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Procedure : 2005/2652(RSP)
Document stages in plenary
Document selected : B6-0162/2006

Texts tabled :

B6-0162/2006

Debates :

PV 15/03/2006 - 3
CRE 15/03/2006 - 3

Votes :

PV 15/03/2006 - 4.12
CRE 15/03/2006 - 4.12

Texts adopted :

P6_TA(2006)0092

Texts adopted
PDF 138k
Wednesday, 15 March 2006 - Strasbourg Final edition
Preparations for the European Council: the Lisbon Strategy
P6_TA(2006)0092B6-0162/2006

European Parliament resolution on the input to the Spring 2006 European Council in relation to the Lisbon Strategy

The European Parliament ,

–   having regard to its resolution of 9 March 2005 on the mid-term review of the Lisbon Strategy(1) ,

–   having regard to the Commission Communication of 12 April 2005 on the Integrated Guidelines for Growth and Jobs (2005-2008) (COM(2005)0141),

–   having regard to the Commission Communication of 20 July 2005 on Common Actions for Growth and Employment: The Community Lisbon Programme (COM(2005)0330),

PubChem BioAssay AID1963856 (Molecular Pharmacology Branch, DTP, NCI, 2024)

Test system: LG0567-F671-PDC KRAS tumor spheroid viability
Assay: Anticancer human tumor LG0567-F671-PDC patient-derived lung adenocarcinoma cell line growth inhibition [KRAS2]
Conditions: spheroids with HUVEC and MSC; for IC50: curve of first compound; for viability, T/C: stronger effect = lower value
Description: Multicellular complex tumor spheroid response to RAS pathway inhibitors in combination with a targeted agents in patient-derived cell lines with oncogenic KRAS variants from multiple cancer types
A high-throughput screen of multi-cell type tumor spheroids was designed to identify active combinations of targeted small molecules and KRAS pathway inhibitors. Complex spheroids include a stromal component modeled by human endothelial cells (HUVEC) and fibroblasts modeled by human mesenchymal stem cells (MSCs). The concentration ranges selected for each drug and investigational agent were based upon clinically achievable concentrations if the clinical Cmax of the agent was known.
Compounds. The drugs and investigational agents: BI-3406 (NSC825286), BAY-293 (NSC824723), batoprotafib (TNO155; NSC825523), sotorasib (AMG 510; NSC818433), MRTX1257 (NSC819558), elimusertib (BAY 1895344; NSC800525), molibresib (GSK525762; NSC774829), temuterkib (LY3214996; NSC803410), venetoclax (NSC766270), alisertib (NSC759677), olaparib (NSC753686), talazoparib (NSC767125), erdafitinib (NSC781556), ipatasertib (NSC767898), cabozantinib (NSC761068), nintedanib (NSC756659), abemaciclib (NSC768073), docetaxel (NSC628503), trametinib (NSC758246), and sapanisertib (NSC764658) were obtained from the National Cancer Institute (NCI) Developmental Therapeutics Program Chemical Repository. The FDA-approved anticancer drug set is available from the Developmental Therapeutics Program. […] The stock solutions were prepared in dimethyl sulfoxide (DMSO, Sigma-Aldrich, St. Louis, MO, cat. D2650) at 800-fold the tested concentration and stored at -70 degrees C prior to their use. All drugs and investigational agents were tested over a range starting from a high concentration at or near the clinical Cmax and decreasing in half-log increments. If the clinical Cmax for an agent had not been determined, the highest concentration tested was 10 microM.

–   having regard to the 25 national Lisbon reform programmes (NRPs) as presented by the Member States,

–   having regard to the Commission's 2006 Annual Progress Report on Growth and Jobs of 25 January 2006,

–   having regard to the Presidency conclusions of the Lisbon European Council of 23 and 24 March 2000, the Stockholm European Council of 23 and 24 March 2001, the Barcelona European Council of 15 and 16 March 2002, and the Brussels European Councils of 22 and 23 March 2005 and 15 and 16 December 2005,

–   having regard to conclusions of the Hampton Court informal Heads of State meeting of 27 October 2005,

–   having regard to Rule 103(2) of its Rules of Procedure,

General observations